Regulator apologises for disproportionate compliance case that 'created stress for trustees'

The Charity Commission has apologised to a whistleblowing charity after a review found aspects of its compliance case “disproportionate” and identified a number of other shortcomings.

In April 2019, trustees of Compassion in Care made a complaint to the regulator about its handling of the case relating to the charity’s governance. 

The charity, which was set up in 2003 to help expose wrongdoing in the care industry, has aims including “relieving the emotional distress of those suffering abuse in care homes” and “educating those working in care homes to recognise and report abuse”. 

The charity operates a whistleblowing hotline, which it said had recorded a 60 per cent increase in calls during the pandemic.

About a month after making its initial complaint, the charity claimed the commission’s nine-month compliance case had “aided and abetted a politically motivated, malicious attack” on the charity.

In a letter, sent last month and seen by Third Sector, the commission expressed its regret that its engagement had left trustees feeling worried and distressed.

The regulator said it undertook a review in line with its complaints procedure, which partially upheld the charity’s complaint and identified a number of specific shortcomings.

These included problems in the tone of its initial correspondence, which incorrectly implied that the commission had already made a judgement on its regulatory concerns, by suggesting that a connection between trustees automatically created a conflict of interest. 

The review also acknowledged the impact of aspects of its case handling on a small charity struggling with increased demand created by the pandemic.

It also found aspects of its case handling to be disproportionate to the level of risk associated with its regulatory concerns and the size of the charity.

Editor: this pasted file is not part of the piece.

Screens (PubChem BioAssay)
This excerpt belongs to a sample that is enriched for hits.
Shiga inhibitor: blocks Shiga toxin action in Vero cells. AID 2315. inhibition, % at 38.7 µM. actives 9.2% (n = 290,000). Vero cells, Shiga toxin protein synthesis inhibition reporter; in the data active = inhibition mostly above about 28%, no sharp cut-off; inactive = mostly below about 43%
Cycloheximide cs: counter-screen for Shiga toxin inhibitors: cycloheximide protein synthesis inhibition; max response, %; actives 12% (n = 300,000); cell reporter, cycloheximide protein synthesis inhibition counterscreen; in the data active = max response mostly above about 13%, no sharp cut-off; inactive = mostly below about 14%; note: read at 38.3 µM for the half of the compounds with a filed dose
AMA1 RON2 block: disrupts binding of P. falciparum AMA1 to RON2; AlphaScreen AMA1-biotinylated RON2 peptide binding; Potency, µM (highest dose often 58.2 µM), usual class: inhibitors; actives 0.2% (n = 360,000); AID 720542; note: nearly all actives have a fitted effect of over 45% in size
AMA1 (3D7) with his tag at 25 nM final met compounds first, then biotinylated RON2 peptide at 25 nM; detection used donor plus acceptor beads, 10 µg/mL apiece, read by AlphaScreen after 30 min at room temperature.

The review found no evidence to suggest the case should not have been opened in the first place because of the alleged motivations of those raising the concerns against the charity, or any institutional bias.

The commission said it should uphold the law in a way that takes into account the difficult circumstances volunteer trustees often find themselves in.

It advised trustees how they could request a review under stage two of its complaints procedure and said it was committed to learning the lessons from the case, with findings taken to inform internal caseworker guidance and training.

But Eileen Chubb, the charity’s founder, said some unanswered questions remained.

“Why did the commission go to such lengths? Is any charity that challenges government policy or exposes abuse safe given the implications of this case?” she asked. 

“Given that the malicious allegations caused serious harm, why is the commission allowing proven malicious complaints to be made against charities with impunity?

“It is a criminal offence to submit false evidence to the commission, and the commission's stance is therefore worrying and needs explanation.”

“We intend to have full scrutiny of all the evidence and will fight until we get it. 

A spokesperson for the regulator said: “We apologised to the trustees of Compassion in Care, after a review of their complaint found shortcomings in our case handling, which we acknowledge created additional stress for the trustees of a small charity. 

“Our review concluded it was right for us to examine concerns raised with us about the charity and issue regulatory advice to the trustees, but aspects of our approach were not good enough.”

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